gentlemen. Santos’ communications director did not immediately respond to an email seeking comment on Tuesday.

It is unclear how Mr. Santos will be entertained by his committee members; last week, Nassau County Republican leaders said he would no longer be welcome, and that they would exclude him from the day-to-day operations of local government, banning him from local meetings and events.

gentlemen. Santos will sit on the Small Business Council as he faces questions about his own company, the Devolder Organization, which he said in financial disclosures paid him $700,000 and a dividend of between $1 million and $5 million. between.

The company has no public-facing presence, and Mr. Santos provided little information about his business, saying only that he provided “deal building” and “professional advice” to a network of wealthy clients. gentlemen. Santos did not list any clients on a financial disclosure form it filed last September, despite asking for any compensation in excess of $5,000 from a single source.

When Mr. Santos first expressed interest in running for Congress, he provided party officials with a résumé that included stints at Citigroup and Goldman Sachs. Both companies told The Times they had no record of him having worked there.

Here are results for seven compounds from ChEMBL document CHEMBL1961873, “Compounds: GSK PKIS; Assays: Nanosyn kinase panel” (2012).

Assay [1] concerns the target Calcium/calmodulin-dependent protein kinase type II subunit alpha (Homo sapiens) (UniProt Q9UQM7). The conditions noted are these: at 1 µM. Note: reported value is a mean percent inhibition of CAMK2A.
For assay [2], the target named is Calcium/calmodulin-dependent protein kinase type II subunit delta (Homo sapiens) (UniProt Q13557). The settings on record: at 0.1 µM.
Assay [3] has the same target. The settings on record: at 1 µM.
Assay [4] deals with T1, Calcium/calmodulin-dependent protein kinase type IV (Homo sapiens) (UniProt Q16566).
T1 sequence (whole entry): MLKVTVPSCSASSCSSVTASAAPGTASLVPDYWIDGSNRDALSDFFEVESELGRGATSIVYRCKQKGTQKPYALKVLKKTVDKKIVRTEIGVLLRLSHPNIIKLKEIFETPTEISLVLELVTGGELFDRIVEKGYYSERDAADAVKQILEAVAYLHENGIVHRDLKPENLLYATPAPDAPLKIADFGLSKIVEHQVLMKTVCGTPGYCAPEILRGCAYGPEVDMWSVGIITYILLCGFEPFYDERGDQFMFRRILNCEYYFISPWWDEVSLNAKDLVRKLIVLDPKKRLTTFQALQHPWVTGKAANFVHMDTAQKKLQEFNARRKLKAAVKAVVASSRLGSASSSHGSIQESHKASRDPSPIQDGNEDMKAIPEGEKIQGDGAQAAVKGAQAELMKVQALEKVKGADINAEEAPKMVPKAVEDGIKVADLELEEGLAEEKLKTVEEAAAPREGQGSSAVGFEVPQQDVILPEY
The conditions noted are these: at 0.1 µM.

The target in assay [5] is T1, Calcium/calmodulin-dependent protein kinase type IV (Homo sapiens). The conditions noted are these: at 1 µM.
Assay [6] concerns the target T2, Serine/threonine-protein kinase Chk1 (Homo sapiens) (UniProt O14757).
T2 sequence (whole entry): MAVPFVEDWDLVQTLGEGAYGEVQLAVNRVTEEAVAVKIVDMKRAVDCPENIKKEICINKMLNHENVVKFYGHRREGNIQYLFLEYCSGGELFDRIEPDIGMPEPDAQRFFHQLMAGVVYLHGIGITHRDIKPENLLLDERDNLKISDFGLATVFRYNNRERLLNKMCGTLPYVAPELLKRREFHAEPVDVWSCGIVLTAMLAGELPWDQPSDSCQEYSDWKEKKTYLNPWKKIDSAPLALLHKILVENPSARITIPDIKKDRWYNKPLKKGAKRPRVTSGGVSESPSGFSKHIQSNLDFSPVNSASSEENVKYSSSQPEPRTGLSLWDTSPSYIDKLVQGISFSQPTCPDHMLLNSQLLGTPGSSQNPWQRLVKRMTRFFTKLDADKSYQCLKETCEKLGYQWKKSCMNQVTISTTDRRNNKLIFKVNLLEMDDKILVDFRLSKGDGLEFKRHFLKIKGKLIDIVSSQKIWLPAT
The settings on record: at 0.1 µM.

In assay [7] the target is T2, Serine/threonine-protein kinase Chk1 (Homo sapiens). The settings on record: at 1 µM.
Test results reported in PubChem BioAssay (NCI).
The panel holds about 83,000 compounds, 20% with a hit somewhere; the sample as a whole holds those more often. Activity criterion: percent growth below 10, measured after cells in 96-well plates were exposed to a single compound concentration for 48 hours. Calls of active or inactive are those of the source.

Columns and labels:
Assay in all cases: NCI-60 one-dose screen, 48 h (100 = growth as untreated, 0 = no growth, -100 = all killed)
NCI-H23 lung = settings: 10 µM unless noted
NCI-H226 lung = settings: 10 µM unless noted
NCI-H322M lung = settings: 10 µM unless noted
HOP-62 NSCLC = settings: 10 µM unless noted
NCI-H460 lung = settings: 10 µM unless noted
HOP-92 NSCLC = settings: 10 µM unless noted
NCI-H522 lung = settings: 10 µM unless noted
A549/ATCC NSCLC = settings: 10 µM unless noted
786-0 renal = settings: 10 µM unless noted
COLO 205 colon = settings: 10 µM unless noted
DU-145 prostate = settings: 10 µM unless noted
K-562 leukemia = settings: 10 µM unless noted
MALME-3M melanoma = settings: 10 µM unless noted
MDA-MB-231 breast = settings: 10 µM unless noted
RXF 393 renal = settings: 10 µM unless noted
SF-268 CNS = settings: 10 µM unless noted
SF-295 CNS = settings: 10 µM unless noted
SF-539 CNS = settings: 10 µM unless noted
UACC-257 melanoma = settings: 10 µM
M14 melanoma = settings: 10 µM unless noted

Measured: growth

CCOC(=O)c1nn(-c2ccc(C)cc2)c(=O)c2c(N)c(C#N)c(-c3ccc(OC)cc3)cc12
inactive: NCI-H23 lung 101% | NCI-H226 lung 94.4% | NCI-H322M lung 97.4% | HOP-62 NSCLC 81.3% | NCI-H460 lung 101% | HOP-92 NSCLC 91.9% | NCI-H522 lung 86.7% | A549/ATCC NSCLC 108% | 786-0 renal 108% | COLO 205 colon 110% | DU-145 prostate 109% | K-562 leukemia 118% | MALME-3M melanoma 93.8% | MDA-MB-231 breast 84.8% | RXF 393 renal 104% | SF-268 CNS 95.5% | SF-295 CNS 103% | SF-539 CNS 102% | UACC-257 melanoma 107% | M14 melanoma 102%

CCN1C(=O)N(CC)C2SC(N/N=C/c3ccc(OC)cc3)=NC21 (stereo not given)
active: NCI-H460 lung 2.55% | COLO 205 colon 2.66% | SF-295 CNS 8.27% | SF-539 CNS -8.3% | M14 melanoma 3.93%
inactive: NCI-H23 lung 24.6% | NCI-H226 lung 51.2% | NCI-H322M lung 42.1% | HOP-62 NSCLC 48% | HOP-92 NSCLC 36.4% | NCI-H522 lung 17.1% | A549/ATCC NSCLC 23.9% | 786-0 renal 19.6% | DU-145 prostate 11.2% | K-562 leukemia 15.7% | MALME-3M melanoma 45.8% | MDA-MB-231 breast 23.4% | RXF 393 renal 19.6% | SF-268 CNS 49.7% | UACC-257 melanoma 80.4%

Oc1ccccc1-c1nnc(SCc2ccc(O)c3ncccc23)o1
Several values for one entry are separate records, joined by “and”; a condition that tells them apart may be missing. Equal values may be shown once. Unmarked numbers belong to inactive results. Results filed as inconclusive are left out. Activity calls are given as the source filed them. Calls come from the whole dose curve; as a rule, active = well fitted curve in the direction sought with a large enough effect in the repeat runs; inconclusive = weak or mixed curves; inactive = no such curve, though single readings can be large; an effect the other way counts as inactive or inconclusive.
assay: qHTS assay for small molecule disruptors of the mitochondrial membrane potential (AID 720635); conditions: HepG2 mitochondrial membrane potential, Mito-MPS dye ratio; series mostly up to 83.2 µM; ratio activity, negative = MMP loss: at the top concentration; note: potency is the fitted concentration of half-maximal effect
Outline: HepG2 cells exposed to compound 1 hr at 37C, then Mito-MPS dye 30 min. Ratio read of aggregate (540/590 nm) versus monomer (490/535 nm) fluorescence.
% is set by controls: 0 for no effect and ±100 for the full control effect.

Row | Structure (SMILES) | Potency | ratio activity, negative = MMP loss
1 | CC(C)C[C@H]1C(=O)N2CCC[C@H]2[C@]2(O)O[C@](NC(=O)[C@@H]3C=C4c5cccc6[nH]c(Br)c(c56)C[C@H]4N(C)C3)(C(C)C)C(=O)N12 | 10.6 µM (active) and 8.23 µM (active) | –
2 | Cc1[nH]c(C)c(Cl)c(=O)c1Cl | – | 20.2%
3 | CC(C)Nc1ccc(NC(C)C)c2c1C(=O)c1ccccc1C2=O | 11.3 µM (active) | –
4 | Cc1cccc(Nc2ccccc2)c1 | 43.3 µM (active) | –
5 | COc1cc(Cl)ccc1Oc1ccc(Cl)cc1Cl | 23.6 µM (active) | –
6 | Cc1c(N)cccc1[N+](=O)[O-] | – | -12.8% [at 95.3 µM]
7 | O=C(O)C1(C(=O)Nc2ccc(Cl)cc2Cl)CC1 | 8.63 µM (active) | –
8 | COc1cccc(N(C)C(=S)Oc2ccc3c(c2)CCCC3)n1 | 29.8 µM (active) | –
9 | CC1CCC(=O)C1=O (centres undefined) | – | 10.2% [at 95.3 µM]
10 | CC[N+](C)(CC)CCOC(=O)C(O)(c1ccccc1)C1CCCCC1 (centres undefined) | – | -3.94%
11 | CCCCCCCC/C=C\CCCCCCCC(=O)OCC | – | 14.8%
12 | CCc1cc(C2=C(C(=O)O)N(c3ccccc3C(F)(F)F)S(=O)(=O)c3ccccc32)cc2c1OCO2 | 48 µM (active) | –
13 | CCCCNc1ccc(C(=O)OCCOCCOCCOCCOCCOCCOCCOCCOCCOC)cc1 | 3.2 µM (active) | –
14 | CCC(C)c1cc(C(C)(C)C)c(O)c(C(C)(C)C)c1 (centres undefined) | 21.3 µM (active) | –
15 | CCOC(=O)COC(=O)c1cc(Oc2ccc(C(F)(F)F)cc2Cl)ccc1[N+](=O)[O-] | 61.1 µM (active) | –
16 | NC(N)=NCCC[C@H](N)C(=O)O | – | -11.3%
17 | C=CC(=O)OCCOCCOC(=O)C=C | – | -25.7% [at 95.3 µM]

Two early resumes posted on in 2017 and 2019 show that Mr. Santos claimed this background even earlier. Both documents use the name George Devolder, a name he has used professionally in other contexts, and describe a similar trajectory to Mr. Santos claimed on the campaign trail.

The 2017 resume says, Mr. Santos worked as a bilingual customer service representative for Citigroup in 2011 and 2012, when he actually worked in Dish Network’s call center while also working as a financial advisor. In a 2019 resume, Santos said he was an “assistant asset manager” at the firm, which sold its asset management business in 2005.

Even Republican leaders have shown little willingness to rebuke Trump. Santos’ 10 Republican representatives, including six first-term members of Congress from New York, have urged him to step down.

Other representatives condemned Mr. Santos’ actions did not call for his resignation. On Sunday, Rep. James Comer of Kentucky, chairman of the House Oversight Committee, said he had been avoiding talking to Trump. Santos’ fabrications about him.

“I don’t approve of the way he got into Congress, and I didn’t even introduce myself to him because the lies he told were so despicable,” Comer said on CNN.

Still Mr. Santos wasn’t completely ostracized. Even on his first day in the House, when he was largely viewed as an outcast by other lawmakers, he spoke warmly with Texas Rep. Pat Fallon.

gentlemen. Fallon, a Republican, said in an interview that he told Mr. Santos said he must be more honest with future voters.

“One of the things I said was, ‘George, you have to be open with people, you can’t do that anymore, you have to make the most of the situation at this time,'” Mr. Fallon said. He declined to describe how Mr. Santos responded.

Emily Cochran reports from Washington, and Jay Root from Albany, NY